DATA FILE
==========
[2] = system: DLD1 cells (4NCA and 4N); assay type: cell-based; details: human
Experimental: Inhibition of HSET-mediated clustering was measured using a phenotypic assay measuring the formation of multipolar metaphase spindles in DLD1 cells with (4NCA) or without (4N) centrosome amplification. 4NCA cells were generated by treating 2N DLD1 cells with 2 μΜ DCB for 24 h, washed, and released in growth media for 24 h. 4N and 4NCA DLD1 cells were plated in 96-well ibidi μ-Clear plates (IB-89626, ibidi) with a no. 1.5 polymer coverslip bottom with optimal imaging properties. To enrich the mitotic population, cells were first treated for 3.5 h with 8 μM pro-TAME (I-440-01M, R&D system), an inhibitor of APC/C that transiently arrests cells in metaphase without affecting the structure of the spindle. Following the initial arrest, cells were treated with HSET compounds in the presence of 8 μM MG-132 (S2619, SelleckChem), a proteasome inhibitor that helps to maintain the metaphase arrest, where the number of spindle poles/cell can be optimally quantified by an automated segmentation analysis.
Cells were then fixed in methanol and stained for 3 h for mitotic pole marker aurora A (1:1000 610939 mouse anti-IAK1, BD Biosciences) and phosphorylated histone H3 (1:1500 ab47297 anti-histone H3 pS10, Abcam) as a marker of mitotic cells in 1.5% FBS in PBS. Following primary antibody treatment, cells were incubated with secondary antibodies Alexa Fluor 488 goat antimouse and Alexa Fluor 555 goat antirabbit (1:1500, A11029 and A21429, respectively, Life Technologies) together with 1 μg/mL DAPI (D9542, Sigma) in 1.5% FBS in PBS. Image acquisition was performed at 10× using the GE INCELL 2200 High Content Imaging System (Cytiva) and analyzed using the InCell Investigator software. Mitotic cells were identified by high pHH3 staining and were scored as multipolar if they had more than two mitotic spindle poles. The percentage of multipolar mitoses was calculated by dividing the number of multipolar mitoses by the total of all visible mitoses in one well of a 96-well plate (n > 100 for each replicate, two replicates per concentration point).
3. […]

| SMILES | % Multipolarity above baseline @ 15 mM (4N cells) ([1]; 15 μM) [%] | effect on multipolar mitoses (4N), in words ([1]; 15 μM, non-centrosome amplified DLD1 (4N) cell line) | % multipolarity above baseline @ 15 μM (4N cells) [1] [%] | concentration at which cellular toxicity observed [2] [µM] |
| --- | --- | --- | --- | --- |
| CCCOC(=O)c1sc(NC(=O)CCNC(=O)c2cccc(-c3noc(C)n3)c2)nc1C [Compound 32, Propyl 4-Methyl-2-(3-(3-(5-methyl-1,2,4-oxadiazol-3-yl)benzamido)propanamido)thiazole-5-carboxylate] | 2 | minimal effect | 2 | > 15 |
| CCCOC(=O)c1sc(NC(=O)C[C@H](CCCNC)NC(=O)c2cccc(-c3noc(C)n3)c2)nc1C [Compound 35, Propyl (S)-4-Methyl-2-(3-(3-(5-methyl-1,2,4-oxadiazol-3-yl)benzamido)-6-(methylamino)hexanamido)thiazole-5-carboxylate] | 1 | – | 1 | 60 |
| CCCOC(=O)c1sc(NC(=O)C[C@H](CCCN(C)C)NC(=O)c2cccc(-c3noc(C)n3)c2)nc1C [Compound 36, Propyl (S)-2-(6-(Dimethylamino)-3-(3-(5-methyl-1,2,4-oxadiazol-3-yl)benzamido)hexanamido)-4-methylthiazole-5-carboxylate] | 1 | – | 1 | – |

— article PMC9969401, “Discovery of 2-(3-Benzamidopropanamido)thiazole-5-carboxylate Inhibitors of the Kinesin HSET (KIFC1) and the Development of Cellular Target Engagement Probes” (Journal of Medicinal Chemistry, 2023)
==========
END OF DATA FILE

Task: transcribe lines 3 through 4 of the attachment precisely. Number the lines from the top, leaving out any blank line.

Cells were then fixed in methanol and stained for 3 h for mitotic pole marker aurora A (1:1000 610939 mouse anti-IAK1, BD Biosciences) and phosphorylated histone H3 (1:1500 ab47297 anti-histone H3 pS10, Abcam) as a marker of mitotic cells in 1.5% FBS in PBS. Following primary antibody treatment, cells were incubated with secondary antibodies Alexa Fluor 488 goat antimouse and Alexa Fluor 555 goat antirabbit (1:1500, A11029 and A21429, respectively, Life Technologies) together with 1 μg/mL DAPI (D9542, Sigma) in 1.5% FBS in PBS. Image acquisition was performed at 10× using the GE INCELL 2200 High Content Imaging System (Cytiva) and analyzed using the InCell Investigator software. Mitotic cells were identified by high pHH3 staining and were scored as multipolar if they had more than two mitotic spindle poles. The percentage of multipolar mitoses was calculated by dividing the number of multipolar mitoses by the total of all visible mitoses in one well of a 96-well plate (n > 100 for each replicate, two replicates per concentration point).
3. […]